Supreme Court Cases
1996 AIR 272 1995 SCC (6) 274 JT 1995 (7) 63 1995 SCALE (5)546
Supreme Court Cases
1996 AIR 272 1995 SCC (6) 274 JT 1995 (7) 63 1995 SCALE (5)546
AGRAWAL, S.C. (J) JEEVAN REDDY, B.P. (J)
CITATION: 1996 AIR 272 1995 SCC (6) 274 JT 1995 (7) 63 1995 SCALE (5)546
In furtherance to our Order dated May 11, 1994, allowing this appeal, setting aside the judgment and order of the Division Bench of the Calcutta High Court, restoring that of the Trial Court, we hereby release our deferred reasons to complete the judgment.
The landlord-appellant herein was the plaintiff. The defendants-respondents were the tenants. The appellant filed a suit for recovery of possession of the demised premises and for mense profits in the City Civil Court at Calcutta against the tenants-respondents. The suit was based on the premise that by a registered deed of lease dated 6-7-1964, the demised premises were leased out to the respondents for a period of 21 years commencing from July 1, 1964 and ending on June 30, 1985 at the agreed upon rate of Rs.475/- per month which subsequently was increased to Rs.501/- per month, consequent to the increase in municipal tax. Since the lease was expiring on June 30, 1985, the appellant sent a quit notice on 26-5-1985 requiring the respondents to vacate the premises, on the efflux of time on June 30, 1985.
Since the respondents did not vacate the demised premises despite notice, a suit for possession was filed against the respondents claiming Rs.100/- per diem for wrongful use and occupation after the expiry of the period of lease.
The respondents even though contesting the suit had not much to offer in defence. They pleaded that they had wrongly been made to pay Rs.5,000/- as Salami at the time of the execution of the lease deed and that rent was enhanced to Rs.501/- per month contrary to the terms of the lease. And this act of enhancement had the effect of tenancy becoming from month to month, in substitution of the lease, attracting provisions of the West Bengal Premises Tenancy Act, 1956.
Before the Trial Court, the only question raised was whether on the terms of the registered lease deed the appellant was entitled to a decree for possession as also for mense profits from the date of the expiry of the lease.
The Trial Court in its well-reasoned judgment came to the conclusion that the stipulated rent of Rs.475/- per month was rightly increased to Rs.501/- per month with effect from January 1969 because of increase in municipal tax and therefore on this factum, there could be no implied surrender under Section 111(f) of the Transfer of Property Act, there being no novation of the lease, or any change in the terms thereof. The Trial Court further viewed that Since enhancement in rent on account of the enhancement of municipal tax was itself stipulated in the lease of deed, there was in fact no enhancement of rent by the appellant.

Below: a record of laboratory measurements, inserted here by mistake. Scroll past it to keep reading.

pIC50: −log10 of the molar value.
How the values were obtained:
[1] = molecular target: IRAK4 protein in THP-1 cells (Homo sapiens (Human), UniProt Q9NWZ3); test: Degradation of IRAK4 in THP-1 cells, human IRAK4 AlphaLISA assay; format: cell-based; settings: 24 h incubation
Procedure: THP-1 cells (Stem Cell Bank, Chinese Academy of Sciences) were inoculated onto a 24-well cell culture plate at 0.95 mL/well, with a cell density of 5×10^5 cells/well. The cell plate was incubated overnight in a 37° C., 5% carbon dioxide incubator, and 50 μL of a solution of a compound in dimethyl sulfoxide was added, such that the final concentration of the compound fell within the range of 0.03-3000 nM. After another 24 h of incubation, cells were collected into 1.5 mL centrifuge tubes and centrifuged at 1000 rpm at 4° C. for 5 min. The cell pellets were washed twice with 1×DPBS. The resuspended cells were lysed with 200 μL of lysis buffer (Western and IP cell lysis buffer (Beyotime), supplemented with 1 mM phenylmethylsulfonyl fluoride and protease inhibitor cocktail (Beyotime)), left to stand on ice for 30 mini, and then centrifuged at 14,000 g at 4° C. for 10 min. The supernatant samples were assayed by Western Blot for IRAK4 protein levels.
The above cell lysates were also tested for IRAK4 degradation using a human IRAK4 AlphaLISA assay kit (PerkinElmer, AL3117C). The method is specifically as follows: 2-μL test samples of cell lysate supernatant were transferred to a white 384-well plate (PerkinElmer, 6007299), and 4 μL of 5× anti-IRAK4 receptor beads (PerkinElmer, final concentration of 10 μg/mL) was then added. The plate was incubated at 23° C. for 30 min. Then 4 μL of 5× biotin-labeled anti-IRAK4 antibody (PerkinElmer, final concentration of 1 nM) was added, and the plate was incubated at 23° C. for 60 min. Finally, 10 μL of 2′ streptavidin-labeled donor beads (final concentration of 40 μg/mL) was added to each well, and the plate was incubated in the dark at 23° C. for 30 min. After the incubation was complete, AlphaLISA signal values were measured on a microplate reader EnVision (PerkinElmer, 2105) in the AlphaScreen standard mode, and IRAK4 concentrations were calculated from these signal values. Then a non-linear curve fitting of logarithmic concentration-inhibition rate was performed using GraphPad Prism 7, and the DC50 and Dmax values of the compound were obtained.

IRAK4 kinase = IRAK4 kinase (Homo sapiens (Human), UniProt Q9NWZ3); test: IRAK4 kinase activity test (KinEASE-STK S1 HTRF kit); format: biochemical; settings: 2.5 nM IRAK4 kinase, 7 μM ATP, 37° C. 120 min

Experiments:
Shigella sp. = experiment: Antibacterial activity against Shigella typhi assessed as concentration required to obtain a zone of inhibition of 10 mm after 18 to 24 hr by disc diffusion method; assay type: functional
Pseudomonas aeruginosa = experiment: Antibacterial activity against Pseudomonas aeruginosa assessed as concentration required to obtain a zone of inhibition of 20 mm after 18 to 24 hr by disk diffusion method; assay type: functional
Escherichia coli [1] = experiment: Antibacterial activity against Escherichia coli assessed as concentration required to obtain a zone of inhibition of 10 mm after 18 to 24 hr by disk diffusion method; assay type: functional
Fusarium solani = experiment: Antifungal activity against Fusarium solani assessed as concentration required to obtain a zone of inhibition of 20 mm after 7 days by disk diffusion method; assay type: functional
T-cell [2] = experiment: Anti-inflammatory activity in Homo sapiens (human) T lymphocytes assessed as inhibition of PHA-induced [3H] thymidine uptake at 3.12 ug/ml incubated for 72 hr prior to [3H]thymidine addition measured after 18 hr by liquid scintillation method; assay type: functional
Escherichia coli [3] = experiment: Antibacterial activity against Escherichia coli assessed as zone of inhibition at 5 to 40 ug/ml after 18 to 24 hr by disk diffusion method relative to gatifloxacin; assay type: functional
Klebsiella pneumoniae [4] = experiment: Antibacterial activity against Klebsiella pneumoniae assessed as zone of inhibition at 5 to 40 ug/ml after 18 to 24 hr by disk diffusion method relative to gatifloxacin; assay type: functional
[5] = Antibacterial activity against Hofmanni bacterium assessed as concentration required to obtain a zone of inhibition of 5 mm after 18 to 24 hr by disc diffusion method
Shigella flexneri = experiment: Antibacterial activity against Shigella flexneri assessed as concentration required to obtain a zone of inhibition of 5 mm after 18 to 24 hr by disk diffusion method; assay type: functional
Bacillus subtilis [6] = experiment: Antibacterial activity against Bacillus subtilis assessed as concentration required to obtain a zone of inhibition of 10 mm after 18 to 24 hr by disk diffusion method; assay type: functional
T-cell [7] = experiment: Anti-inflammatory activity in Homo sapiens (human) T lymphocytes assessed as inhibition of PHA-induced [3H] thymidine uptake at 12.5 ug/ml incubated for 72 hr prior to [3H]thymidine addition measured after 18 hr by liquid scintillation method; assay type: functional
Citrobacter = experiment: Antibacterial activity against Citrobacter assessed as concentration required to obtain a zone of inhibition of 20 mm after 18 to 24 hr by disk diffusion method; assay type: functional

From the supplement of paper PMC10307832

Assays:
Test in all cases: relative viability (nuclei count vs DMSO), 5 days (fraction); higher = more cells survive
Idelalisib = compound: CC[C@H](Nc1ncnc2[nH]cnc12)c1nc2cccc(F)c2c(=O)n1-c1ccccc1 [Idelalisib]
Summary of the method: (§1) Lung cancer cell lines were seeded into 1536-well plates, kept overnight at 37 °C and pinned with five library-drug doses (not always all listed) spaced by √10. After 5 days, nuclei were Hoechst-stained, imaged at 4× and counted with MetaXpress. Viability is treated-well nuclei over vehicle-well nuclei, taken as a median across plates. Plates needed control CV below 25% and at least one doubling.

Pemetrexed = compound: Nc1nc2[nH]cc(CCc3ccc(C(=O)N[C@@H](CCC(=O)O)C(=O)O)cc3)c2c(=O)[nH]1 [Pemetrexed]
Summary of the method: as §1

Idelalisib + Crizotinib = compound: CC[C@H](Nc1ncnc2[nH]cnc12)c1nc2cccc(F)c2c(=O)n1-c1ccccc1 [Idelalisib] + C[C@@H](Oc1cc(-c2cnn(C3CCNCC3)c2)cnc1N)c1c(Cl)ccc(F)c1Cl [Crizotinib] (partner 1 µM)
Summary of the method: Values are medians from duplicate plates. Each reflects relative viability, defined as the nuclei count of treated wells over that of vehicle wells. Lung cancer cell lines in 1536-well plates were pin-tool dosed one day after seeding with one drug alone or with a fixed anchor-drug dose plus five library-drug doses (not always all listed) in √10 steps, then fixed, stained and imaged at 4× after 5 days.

On that premise, the Trial Court decreed the suit for possession and for payment of mense profits at the rate and from the date claimed by the appellant, The High Court on appeal by the tenants-respondents reversed the judgment and decree of the Trial Court without demolishing the grounds on which the judgment of the Trial Court was based, but on grounds totally different.
Section 3 of the West Bengal Premises Tenancy Act, 1956, prior to its amendment, effective from 24-8-1965, rendered the provisions of the Act inapplicable to any premises held under a lease for more than 20 years, whether the purpose of the lease was residential or non-residential.
By the amendment of 1965, this provision was retained and re-numbered as Sub-section (1) of Section 3 while adding there to Sub-section (2). The provision as it stands reads as follows:
"3. CERTAIN PROVISIONS OF THE ACT NOT
TO APPLY TO CERTAIN LEASES- (1) The provisions relating to rent and the provisions of Sections 31 and 36 shall apply to any premises held under a lease for residential purpose of the lessee himself and registered under the Indian Registration Act, 1908, where- (a)such lease is for a period of not more than 20 years, and save as aforesaid nothing in this Act shall apply to any premises held under a lease for a period of not less than 15 years.
(2) Notwithstanding anything to the contrary contained in sub-section (1) but subject to sub-section (3) of Section 1 this Act shall apply to all premises held under a lease which has been entered into after the commencement of the West Bengal Premises Tenancy (Amendment) Ordinance, 1965: